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A Few Things You Should Consider When Deciding To Leave A Salon

All of us have had to evaluate our current job circumstances at some time in our careers to determine whether or not we are in the ideal salon for our needs and our career goals. Sometimes the decision is clear-cut and simple. In other cases, you can find yourself, so to say, "on the fence." Reaching a final decision can be challenging. While you don't want to remain in your current work environment, you also don't want to make a rash decision that you'll later regret.


This blog will assist you in determining if you should wait it out, talk to the owner about making some adjustments, or to walk away.


Before filing your resignation, you should ask yourself the following questions:


Do you wake up excited about your workplace and your coworkers?

Of course, you won't get out of bed every morning excited to go to work. At work, there will be good times and difficult times. But you should start thinking about other possibilities if you wake up every day dreading the time you'll be spending in the salon or not enjoying being around your co-workers.


Are you hearing complaints from your clients?

The focus of this business is customer service. You have two choices if the clients you serve communicate their dissatisfaction: either you take their concerns seriously and deal with them, or you choose to ignore them and risk losing their business. If clients are unsatisfied with your coworkers, management or your work environment - this is something to consider with your decision.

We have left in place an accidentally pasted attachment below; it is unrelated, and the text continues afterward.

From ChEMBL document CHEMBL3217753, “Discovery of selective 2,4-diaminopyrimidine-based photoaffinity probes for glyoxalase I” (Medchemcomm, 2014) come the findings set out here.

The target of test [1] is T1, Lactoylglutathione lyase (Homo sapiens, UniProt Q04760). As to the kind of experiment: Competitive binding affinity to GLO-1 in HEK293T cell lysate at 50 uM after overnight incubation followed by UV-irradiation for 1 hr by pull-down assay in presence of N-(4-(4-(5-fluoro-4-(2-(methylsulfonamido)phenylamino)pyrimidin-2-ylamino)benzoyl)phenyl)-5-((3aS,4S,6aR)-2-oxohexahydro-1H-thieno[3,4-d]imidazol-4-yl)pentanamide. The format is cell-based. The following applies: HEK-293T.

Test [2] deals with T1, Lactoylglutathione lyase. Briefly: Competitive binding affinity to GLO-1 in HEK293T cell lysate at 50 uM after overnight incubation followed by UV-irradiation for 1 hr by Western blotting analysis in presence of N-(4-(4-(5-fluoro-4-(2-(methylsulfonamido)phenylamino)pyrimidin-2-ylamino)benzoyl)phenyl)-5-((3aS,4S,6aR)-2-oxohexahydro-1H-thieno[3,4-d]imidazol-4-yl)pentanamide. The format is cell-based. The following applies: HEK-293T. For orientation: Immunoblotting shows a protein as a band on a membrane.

Try to work out a solution with the owner. It is time to go if it does not work.


Are you at a salon that helps you grow as a professional? 

If you want to be more than "just another hairdresser," do you work at a salon that promotes and encourages professional development? Numerous salons provide opportunity for promotion and further education. Some even help with portfolio building and take part in fashion shoots and events for publications.


If your current salon isn't providing you with the opportunity you need to advance professionally, it might be time to look for one that can.


Are you making enough money?

If your business isn't bringing in enough revenue to support you financially or if your pricing is so low that you're barely breaking even, it's time to evaluate both your motivation and the atmosphere of the salon.


Quick Tip: 

You can give your salon a six month probationary period. Discuss issues with the salon owner or manager and work together to find solutions. If, at the end of that probationary period, you are not seeing any improvements and are still having the same issues, maybe you need to move on. If you know what you are capable of in terms of building your clientele. If you aren’t feeling a sense of belonging or feeling comfortable or “fitting in” with your co-workers, maybe it’s just not the right place for you to truly be yourself and flourish.